Canada goes ‘nuclear’ with supersized 1% interest rate hike — will the Fed follow?
The pressure on Federal Reserve Chair Jerome Powell to strike harder against inflation grew even stronger today as his Canadian counterpart announced a supersized interest rate hike of a full percentage point.
The move left Canadians reeling — especially given the implications for their overheated housing market and heavy debt loads — but it also left their southern neighbors wondering if the same thing could happen here.
With the Fed’s next meeting scheduled for July 26 to 27, analysts are already wagering that Powell will follow in Bank of Canada Governor Tiff Macklem’s heavy footsteps.
Here’s why central banks around the world are entertaining such drastic measures — and what it’ll mean for consumers.
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Canada chooses a hawkish route
Normally, the Bank of Canada aims to keep inflation at a modest 2%, just like the Federal Reserve does.
So when Canada’s inflation rate hit 7.7% in May — its highest rate in nearly 40 years — it called for a much more aggressive response.
The country’s central bank typically tinkers with its key policy rate in modest 0.25% increments, but Macklem announced July 13 that it would surge a full 1%.
That brings the Canadian overnight rate to 2.50%.
An increase of this size hasn’t happened since 1998. And while it’s going to have immediate implications for consumers, experts say it’s a necessary step for putting out the flames of inflation — even if it extinguishes Canada’s economy in the process.
Why Canada is being so aggressive
May's inflation figure was even higher than the central bank was anticipating, which means Macklem’s main concern right now is preventing high inflation from becoming entrenched.
It’s a difficult balance all central banks need to weigh. The Bank of Canada, like the Fed, chose to keep rates close to zero for the first two years of the pandemic to help boost the economy, but creeping inflation has forced them to act.
Typically, analysts would worry these supersized hikes could push the country into a recession.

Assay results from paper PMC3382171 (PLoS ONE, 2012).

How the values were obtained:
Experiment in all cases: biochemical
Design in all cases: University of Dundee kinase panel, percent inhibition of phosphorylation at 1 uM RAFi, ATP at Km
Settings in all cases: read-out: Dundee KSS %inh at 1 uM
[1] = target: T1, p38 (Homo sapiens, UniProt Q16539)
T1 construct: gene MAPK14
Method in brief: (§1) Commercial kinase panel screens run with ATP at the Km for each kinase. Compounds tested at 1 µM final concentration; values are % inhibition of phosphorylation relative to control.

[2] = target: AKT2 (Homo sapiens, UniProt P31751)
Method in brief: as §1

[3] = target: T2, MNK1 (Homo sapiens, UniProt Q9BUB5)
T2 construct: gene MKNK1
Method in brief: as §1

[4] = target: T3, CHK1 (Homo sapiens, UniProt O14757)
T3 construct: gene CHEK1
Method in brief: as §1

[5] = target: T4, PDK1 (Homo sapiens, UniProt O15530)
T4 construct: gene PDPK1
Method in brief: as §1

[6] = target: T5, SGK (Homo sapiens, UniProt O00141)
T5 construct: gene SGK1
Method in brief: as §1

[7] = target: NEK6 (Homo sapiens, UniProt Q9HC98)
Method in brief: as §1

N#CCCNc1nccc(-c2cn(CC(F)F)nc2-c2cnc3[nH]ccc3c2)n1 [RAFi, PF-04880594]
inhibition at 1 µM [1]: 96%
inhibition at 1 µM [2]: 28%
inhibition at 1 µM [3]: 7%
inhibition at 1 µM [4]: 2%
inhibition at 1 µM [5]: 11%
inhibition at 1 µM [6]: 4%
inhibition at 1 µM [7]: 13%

Moshe Lander, an economist with Montreal's Concordia University, says a hike of this size is not only a “depressing move” but could also “take some of the starch out of the Canadian economy in the process.”
Although Lander has reservations about such a big hike, he can’t deny that inflation remains stubbornly high despite the bank’s efforts these last few months.
“And so [the bank has] no choice but to go nuclear and go with that depressing increase,” says Lander.
The risks of such a hawkish move are worth taking, writes the Bank of Montreal’s chief economist, Douglas Porter.
“Recession calls have become mainstream for the broader economy,” Porter wrote in a recent note to clients.
“But those rising risks simply cannot and will not sway the bank from soldiering on; the risk of recession has to be a secondary consideration to the reality of red-hot inflation.”
Canada and the U.S. move slowly compared to others
This is the Bank of Canada’s fourth interest rate increase in five months, and Macklem has already signaled it’s not done yet.
Many other countries outside of North America have been forced to take similarly aggressive steps.
In fact, the major criticism from Canadian economists has been that the Bank of Canada waited too long to pull out the big guns compared to other central bankers.
“All they have done today is to tiptoe into the neutral policy setting, when what Canada needs to counter inflation is something more deeply into restrictive territory,” RBC economist James Orlando told the Financial Post.
“Front-loading would have been like the (Reserve Bank of New Zealand) and (Bank of Korea) did when they began hiking last summer.”
The Reserve Bank of New Zealand announced its first interest rate hike in October of last year. And while the economy has started to show some signs of slowing, Governor Adrian Orr insists it was correct for the bank to move early and fast, saying it remains “resolute in its commitment” to bring down inflation.
Similarly, the Bank of Korea started raising rates in November 2021 and announced its sixth hike July 12, bringing the overnight rate to 2.50% there.
How might this affect the Fed’s next announcement?
If Canadian inflation is running as hot as a “four-alarm fire” — as BMO’s Porter so eloquently put it — then the U.S. is dealing with a five-alarm inferno.
On the same day as Macklem’s announcement, the Bureau of Labor Statistics released updated inflation figures for the month of May.
At a staggering 9.1%, U.S. inflation is at a 41-year high.
Although Powell announced a 0.75% increase in May — the largest bump in nearly 30 years — American economists have also criticized the bank for waiting too long to act.
Back in June, Powell said July’s announcement was likely to come down to a 0.50% or 0.75% increase, but the news from up North along with the scorching-hot inflation numbers may push him to act even more aggressively.
By Wednesday afternoon, investors were pricing in over a 75% chance of a 100 basis points hike in July, according to the CME Fedwatch tool.
With the Fed’s overnight rate now sitting at 1.75% and plans to raise that to at least 3.4% by the end of the year, it’s all but certain there will be an increase announced later this month.
What’s less certain now is what that number will be.
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